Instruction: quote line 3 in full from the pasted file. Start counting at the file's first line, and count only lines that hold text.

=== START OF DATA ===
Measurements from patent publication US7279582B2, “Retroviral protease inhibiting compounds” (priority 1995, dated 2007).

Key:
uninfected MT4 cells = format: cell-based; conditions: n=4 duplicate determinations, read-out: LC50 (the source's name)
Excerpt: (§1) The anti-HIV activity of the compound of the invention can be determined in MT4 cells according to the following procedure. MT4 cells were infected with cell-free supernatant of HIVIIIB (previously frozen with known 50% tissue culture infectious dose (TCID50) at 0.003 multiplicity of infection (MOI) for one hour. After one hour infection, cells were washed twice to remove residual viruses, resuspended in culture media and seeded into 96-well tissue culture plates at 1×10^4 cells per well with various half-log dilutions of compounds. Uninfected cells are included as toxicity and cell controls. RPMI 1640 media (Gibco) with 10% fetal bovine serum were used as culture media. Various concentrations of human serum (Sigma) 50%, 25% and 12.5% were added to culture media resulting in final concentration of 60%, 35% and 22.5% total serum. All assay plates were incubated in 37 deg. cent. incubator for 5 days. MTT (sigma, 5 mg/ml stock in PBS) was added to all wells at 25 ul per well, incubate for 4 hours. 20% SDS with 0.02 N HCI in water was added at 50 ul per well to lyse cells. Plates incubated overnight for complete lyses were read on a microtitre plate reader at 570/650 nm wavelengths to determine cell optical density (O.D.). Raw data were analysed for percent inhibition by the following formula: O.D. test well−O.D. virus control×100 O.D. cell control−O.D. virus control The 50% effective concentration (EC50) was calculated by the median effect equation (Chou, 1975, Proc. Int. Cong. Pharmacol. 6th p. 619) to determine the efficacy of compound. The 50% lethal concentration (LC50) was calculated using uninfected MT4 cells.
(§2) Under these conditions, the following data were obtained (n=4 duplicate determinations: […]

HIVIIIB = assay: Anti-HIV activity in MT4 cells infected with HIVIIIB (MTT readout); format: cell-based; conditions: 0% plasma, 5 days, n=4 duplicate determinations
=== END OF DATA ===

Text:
uninfected MT4 cells = format: cell-based; conditions: n=4 duplicate determinations, read-out: LC50 (the source's name)